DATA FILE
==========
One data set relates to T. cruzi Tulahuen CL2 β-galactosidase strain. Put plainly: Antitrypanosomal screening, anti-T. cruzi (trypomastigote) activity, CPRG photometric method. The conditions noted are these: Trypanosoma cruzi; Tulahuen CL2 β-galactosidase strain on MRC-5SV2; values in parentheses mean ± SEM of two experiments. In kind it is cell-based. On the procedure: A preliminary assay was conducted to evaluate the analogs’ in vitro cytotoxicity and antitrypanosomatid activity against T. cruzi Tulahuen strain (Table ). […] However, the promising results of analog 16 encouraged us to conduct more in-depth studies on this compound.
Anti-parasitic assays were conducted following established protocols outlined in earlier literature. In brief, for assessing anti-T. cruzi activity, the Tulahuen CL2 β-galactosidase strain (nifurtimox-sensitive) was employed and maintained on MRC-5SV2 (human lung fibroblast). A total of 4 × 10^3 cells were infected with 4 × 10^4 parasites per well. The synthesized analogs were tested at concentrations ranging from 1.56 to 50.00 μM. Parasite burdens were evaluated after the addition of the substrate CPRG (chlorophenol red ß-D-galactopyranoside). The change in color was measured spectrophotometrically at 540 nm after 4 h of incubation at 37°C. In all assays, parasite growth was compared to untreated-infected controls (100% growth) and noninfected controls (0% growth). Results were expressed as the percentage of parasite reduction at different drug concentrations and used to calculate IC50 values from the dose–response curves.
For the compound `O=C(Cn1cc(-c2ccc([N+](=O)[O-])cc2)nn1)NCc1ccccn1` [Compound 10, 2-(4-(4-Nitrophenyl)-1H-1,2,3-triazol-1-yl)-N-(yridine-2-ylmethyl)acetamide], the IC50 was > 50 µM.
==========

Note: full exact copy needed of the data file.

One data set relates to T. cruzi Tulahuen CL2 β-galactosidase strain. Put plainly: Antitrypanosomal screening, anti-T. cruzi (trypomastigote) activity, CPRG photometric method. The conditions noted are these: Trypanosoma cruzi; Tulahuen CL2 β-galactosidase strain on MRC-5SV2; values in parentheses mean ± SEM of two experiments. In kind it is cell-based. On the procedure: A preliminary assay was conducted to evaluate the analogs’ in vitro cytotoxicity and antitrypanosomatid activity against T. cruzi Tulahuen strain (Table ). […] However, the promising results of analog 16 encouraged us to conduct more in-depth studies on this compound.
Anti-parasitic assays were conducted following established protocols outlined in earlier literature. In brief, for assessing anti-T. cruzi activity, the Tulahuen CL2 β-galactosidase strain (nifurtimox-sensitive) was employed and maintained on MRC-5SV2 (human lung fibroblast). A total of 4 × 10^3 cells were infected with 4 × 10^4 parasites per well. The synthesized analogs were tested at concentrations ranging from 1.56 to 50.00 μM. Parasite burdens were evaluated after the addition of the substrate CPRG (chlorophenol red ß-D-galactopyranoside). The change in color was measured spectrophotometrically at 540 nm after 4 h of incubation at 37°C. In all assays, parasite growth was compared to untreated-infected controls (100% growth) and noninfected controls (0% growth). Results were expressed as the percentage of parasite reduction at different drug concentrations and used to calculate IC50 values from the dose–response curves.
For the compound `O=C(Cn1cc(-c2ccc([N+](=O)[O-])cc2)nn1)NCc1ccccn1` [Compound 10, 2-(4-(4-Nitrophenyl)-1H-1,2,3-triazol-1-yl)-N-(yridine-2-ylmethyl)acetamide], the IC50 was > 50 µM.